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Mizuho Wank

This weekend saw, finally, the completion of the merger of Fuji Bank, Dai-Ichi Kangyo Bank and the Industrial Bank of Japan. The new entity, Mizuho, is the largest banking group in the world, with combined assets of 145 trillion yen - which certainly sounds like a lot of money. Don't ask me how much exactly, because I'm hazy enough on the difference between American billions and British billions (especially given that most Brits seem to use the American system without realising it), let alone willing to bet on what system the English-language Japanese media use.

Very often with impressively large yen figures, you find that dividing by the UK exchange rate gives you a rather less impressively large amount; I've lost track of the number of times I've found myself reading that some junior level bureaucrat has been caught embezzling an obscene amount of money ("12.5 million yen! bloody hell!") with which to buy racehorses, only to do the maths and realise that in fact we're talking about a considerably less earth-shaking figure ("hang on - that's only 65 grand") - more Robin Hood than Nick Leeson. Sure, £65,000 is considerably more than most people make in a year and is certainly not to be sniffed at - it's just that it's no wonder that these kinds of fraud aren't spotted more regularly at the Japanese Foreign Ministry; your average career bureaucrat could drop more than that on a single sushi business lunch without rippling the surface of the Special Emergency Guest Luncheon Fund.

But I digress. All of that aside, you can rest assured that 145 trillion yen is most likely a very large figure in whatever mainstream Western currency you feel happiest patronizing larger-denomination Asian currencies in.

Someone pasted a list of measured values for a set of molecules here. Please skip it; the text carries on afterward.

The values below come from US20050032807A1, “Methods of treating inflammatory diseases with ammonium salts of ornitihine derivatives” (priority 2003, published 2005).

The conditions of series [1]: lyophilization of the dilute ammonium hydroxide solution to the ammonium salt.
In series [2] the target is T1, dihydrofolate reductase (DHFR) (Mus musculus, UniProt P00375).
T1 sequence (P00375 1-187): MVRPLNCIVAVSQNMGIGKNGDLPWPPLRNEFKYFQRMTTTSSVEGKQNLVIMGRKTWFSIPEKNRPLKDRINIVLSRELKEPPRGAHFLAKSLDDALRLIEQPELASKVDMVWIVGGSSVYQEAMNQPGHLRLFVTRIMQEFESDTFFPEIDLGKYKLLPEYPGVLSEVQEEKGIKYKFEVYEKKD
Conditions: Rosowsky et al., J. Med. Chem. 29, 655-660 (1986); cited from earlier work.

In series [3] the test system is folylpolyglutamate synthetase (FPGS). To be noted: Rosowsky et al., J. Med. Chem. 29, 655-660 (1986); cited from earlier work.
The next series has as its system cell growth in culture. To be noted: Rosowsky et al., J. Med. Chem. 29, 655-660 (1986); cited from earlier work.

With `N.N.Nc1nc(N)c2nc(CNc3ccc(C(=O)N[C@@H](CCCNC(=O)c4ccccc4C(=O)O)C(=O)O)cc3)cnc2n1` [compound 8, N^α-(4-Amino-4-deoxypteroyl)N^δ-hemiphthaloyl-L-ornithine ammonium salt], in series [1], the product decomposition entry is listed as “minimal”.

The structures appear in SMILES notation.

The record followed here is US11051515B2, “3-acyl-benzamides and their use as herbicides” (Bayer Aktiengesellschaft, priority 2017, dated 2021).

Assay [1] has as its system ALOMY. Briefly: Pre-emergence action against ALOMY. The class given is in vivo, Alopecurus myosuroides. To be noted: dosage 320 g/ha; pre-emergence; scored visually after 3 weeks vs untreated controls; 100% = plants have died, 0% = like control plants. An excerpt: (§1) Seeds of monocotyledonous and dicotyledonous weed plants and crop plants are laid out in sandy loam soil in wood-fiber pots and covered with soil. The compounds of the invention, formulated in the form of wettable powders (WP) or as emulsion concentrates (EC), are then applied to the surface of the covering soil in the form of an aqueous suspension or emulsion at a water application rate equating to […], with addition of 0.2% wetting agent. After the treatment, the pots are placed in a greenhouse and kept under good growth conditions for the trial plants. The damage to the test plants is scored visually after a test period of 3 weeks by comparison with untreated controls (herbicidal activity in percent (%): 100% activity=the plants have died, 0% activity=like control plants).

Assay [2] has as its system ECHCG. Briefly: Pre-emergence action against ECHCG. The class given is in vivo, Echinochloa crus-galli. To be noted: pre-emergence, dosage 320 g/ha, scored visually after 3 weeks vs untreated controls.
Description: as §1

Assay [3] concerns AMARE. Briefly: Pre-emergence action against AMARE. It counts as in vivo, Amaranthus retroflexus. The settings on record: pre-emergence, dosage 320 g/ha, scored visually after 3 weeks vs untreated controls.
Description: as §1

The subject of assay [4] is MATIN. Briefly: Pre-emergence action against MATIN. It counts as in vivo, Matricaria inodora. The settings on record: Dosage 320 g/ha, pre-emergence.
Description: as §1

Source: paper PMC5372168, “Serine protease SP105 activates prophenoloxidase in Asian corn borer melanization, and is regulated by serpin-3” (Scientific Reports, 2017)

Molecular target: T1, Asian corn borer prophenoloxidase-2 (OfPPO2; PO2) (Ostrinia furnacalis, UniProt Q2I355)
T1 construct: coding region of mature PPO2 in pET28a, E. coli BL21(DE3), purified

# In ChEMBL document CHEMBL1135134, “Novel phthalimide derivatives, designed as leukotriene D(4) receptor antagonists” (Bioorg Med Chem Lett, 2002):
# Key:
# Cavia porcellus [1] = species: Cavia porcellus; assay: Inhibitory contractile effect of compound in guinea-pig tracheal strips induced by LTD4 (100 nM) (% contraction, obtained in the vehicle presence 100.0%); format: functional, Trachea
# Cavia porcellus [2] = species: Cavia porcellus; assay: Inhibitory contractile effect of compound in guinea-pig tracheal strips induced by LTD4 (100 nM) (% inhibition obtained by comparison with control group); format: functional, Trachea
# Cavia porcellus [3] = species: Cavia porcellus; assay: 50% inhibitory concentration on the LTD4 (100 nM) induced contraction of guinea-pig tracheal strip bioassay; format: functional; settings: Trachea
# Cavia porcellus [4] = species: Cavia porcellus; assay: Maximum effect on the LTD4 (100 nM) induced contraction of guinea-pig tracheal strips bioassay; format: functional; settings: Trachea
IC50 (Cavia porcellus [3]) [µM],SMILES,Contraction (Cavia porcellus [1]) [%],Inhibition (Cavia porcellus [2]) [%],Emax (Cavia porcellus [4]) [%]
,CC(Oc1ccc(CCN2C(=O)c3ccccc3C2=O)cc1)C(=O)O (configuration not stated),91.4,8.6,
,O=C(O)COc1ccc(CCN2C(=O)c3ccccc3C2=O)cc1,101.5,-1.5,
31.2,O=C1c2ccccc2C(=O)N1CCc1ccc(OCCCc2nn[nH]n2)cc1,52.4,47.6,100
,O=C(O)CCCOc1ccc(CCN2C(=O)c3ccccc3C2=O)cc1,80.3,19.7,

Which makes it all the more frustrating that, over this last weekend, the largest banking group in the world was unable to open a single one of their ATMs for business. Not one. And now that today is Monday, the merger is completed and normal banking hours are upon us once more, does my old DKB card work in the local legacy Fuji ATM? Does it bollocks.

The merger was announced (wait for it) nearly three years ago. Now I will readily admit that I might be somwhat biased here, having spent the greater part of this Sunday cycling fruitlessly around Tokyo trying to find a legacy Fuji, DKB or IBJ ATM that would allow me access to my own money so that I could pay my rent - which of course has to be paid in cash because this is Japan and it's only the 21st century, after all - but I would nonetheless put it to you that after THREE YEARS of intensive planning (for there is no other sort in this country), it would not be unreasonable to assume that they could have had the collective brains to ensure that their ATMs worked as advertised.

In the end, what did I do? Went to the 24hr Citibank in Shinjuku.

I don't want to come across as a raving prick or anything (no more than usual, anyway) but I think it says something about the appalling state of retail banking in Japan when it's easier for me to get a cash advance, on a credit card, from a foreign bank with minimal presence in Japan, which I do not even have an account with, than it is for me to make a withdrawal from either of my common-or-garden debit accounts with the largest bank in the world, with 6,000 branches and ATM lobbies nationwide.

Rant over. And thanks to Christine for buying me lunch today - I'll pay you back as soon as the ATMs are working again...

Posted by chris at April 1, 2002 11:53 PM | Permalink

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